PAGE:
Health care policy is currently under scrutiny due to health care reform, yet in our experience the majority of house staff have insufficient opportunity to learn about the environment they will soon be practicing medicine in. The ACGME attempts to address this through the Systems-based practice competency, but further guidance is lacking.


Our faculty designed a novel curriculum for the 132 Internal Medicine residents in our program entitled “Health Care Reform Week.” The aim was to fill in gaps in resident knowledge and spark new enthusiasm for the topic of health care reform through engaging residents in an educational program spanning one week.


We designed a curriculum introducing house staff to health care reform, and delivered it during daily didactics and Grand Rounds. The schedule contained a mix of pedagogies including lectures and workshops, which culminated in a debate. The first day educated residents on relevant vocabulary, terms and concepts. The second day, an associate program director lectured about the influence of research on policy. The third day covered ACP High Value Cost Conscious Care. For Grand Rounds, chief residents presented their elective drafting bills at New York ACP. On the last day, eight residents utilized a script they wrote themselves to debate the pros and cons of bundled care payments, moderated by the Program Director.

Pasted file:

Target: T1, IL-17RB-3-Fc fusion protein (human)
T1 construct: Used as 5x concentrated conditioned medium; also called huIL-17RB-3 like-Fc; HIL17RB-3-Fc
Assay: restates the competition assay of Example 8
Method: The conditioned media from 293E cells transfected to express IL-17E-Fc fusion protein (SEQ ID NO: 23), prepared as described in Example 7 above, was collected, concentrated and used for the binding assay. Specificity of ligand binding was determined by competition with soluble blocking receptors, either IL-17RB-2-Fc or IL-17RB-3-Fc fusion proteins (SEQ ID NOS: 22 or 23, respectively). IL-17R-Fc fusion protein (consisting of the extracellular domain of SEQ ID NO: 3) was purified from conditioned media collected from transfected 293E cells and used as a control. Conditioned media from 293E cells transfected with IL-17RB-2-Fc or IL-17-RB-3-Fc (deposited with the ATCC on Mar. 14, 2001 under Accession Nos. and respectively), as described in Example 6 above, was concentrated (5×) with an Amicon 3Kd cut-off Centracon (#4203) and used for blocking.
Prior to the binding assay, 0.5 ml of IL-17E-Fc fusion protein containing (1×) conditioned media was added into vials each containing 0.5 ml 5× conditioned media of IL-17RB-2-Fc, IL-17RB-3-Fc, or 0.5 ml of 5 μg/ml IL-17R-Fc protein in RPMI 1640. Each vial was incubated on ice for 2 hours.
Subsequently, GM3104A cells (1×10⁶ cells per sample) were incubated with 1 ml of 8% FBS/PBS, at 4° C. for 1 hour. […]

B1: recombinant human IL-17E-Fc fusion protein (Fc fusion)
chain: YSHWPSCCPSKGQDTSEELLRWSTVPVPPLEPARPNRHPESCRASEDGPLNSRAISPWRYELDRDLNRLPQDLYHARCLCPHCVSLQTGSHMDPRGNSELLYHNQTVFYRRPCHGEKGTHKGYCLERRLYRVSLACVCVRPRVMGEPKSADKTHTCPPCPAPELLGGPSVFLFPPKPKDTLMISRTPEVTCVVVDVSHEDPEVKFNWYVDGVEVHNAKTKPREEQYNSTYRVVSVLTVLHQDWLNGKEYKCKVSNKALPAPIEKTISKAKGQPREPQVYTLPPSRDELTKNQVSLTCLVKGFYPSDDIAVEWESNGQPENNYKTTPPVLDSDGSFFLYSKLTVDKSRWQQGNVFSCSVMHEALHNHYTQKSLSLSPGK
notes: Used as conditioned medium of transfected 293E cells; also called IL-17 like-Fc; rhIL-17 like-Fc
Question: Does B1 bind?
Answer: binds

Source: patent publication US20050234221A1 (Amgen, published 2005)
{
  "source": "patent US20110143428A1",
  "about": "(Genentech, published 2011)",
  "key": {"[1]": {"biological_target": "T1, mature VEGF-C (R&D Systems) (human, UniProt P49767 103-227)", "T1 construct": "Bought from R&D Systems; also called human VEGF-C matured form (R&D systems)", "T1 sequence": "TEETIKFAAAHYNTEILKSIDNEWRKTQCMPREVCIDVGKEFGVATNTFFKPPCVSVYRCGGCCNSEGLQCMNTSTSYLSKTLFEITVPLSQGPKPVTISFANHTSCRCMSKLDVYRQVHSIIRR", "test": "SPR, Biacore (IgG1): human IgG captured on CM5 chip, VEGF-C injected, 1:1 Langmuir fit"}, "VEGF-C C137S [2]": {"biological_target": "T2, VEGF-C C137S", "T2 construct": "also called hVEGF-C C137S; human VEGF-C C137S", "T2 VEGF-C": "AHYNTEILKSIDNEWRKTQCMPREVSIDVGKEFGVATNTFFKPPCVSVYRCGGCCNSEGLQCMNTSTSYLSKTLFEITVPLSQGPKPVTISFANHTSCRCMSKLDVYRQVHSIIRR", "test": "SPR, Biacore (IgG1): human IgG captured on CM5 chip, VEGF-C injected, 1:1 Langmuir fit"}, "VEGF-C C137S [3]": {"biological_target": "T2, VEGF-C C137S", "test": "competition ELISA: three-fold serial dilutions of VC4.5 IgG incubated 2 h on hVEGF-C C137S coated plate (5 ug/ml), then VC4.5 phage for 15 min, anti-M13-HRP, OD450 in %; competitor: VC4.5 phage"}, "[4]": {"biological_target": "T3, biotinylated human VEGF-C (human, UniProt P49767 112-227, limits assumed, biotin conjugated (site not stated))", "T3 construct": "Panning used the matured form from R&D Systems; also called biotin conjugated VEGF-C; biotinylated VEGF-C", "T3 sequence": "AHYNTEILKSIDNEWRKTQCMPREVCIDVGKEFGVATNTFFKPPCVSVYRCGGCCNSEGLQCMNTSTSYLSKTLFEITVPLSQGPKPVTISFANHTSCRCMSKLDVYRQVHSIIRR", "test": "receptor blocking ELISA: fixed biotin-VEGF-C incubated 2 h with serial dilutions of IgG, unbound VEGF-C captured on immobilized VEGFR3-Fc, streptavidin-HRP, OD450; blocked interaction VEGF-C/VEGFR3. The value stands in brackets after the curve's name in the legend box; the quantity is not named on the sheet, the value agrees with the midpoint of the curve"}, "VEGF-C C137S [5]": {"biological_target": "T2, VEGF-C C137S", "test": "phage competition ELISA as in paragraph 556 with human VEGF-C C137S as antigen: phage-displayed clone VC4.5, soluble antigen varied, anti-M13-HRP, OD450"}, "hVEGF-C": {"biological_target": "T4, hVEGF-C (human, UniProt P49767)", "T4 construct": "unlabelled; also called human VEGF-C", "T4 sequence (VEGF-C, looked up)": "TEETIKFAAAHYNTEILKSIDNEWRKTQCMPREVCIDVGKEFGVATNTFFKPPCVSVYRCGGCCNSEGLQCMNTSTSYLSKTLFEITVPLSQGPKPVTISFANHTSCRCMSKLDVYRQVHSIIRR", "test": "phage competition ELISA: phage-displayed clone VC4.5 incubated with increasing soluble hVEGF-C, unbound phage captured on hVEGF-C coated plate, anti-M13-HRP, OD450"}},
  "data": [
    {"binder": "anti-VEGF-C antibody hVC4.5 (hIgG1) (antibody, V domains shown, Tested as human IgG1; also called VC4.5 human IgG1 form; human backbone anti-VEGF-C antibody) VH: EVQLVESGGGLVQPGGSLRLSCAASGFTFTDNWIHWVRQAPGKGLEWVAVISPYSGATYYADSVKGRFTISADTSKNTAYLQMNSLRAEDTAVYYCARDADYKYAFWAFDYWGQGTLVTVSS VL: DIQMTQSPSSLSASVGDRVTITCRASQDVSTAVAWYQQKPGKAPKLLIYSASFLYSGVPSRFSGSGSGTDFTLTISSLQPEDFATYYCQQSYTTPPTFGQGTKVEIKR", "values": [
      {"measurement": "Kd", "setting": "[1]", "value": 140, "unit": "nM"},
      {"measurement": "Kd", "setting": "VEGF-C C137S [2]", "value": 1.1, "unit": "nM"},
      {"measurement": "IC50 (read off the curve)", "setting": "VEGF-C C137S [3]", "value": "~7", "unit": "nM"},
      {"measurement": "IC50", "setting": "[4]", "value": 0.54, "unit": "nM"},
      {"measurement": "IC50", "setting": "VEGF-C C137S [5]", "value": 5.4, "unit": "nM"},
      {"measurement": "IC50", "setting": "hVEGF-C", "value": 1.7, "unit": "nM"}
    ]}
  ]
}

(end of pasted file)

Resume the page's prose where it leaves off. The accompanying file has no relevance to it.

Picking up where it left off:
An 11 question survey was distributed at the end of the week. Residents were asked to identify their understanding of relevant material before and after health care reform week using a Likert scale. Of 45 respondents, 23 were PGY1, 9 were PGY2 and 13 were PGY3. Residents endorsed an increase in knowledge post-sessions for all ten fields queried, with the greatest percentage increase noted for bundled care payments. The interest level for health care reform increased from an average score of 2.33 pre sessions to an average score of 4.17 post sessions on a 5 point scale.

Health care reform can be a challenging subject for residents to embrace, but we devised a reproducible one-week curriculum composed of lecture and activities, which our residents felt increased both their knowledge and interest.